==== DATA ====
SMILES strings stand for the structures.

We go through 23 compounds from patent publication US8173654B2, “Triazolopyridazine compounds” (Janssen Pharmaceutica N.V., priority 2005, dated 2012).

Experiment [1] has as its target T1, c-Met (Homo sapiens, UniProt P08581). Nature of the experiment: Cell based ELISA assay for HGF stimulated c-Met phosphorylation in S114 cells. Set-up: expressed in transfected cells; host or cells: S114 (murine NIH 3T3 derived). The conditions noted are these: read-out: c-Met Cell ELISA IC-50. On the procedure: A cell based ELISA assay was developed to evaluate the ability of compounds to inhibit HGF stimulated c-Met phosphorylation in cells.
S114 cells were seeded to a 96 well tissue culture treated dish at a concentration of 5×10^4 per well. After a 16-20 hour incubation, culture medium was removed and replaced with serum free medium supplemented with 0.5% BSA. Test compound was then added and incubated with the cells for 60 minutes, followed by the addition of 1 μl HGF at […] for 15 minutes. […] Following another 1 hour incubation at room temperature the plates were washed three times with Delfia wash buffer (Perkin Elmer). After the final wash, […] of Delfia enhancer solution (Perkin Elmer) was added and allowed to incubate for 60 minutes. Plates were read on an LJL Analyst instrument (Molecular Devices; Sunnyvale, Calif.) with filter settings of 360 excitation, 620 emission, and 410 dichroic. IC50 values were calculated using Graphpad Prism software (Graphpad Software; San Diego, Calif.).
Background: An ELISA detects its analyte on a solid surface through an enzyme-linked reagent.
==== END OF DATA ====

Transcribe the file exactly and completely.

SMILES strings stand for the structures.

We go through 23 compounds from patent publication US8173654B2, “Triazolopyridazine compounds” (Janssen Pharmaceutica N.V., priority 2005, dated 2012).

Experiment [1] has as its target T1, c-Met (Homo sapiens, UniProt P08581). Nature of the experiment: Cell based ELISA assay for HGF stimulated c-Met phosphorylation in S114 cells. Set-up: expressed in transfected cells; host or cells: S114 (murine NIH 3T3 derived). The conditions noted are these: read-out: c-Met Cell ELISA IC-50. On the procedure: A cell based ELISA assay was developed to evaluate the ability of compounds to inhibit HGF stimulated c-Met phosphorylation in cells.
S114 cells were seeded to a 96 well tissue culture treated dish at a concentration of 5×10^4 per well. After a 16-20 hour incubation, culture medium was removed and replaced with serum free medium supplemented with 0.5% BSA. Test compound was then added and incubated with the cells for 60 minutes, followed by the addition of 1 μl HGF at […] for 15 minutes. […] Following another 1 hour incubation at room temperature the plates were washed three times with Delfia wash buffer (Perkin Elmer). After the final wash, […] of Delfia enhancer solution (Perkin Elmer) was added and allowed to incubate for 60 minutes. Plates were read on an LJL Analyst instrument (Molecular Devices; Sunnyvale, Calif.) with filter settings of 360 excitation, 620 emission, and 410 dichroic. IC50 values were calculated using Graphpad Prism software (Graphpad Software; San Diego, Calif.).
Background: An ELISA detects its analyte on a solid surface through an enzyme-linked reagent.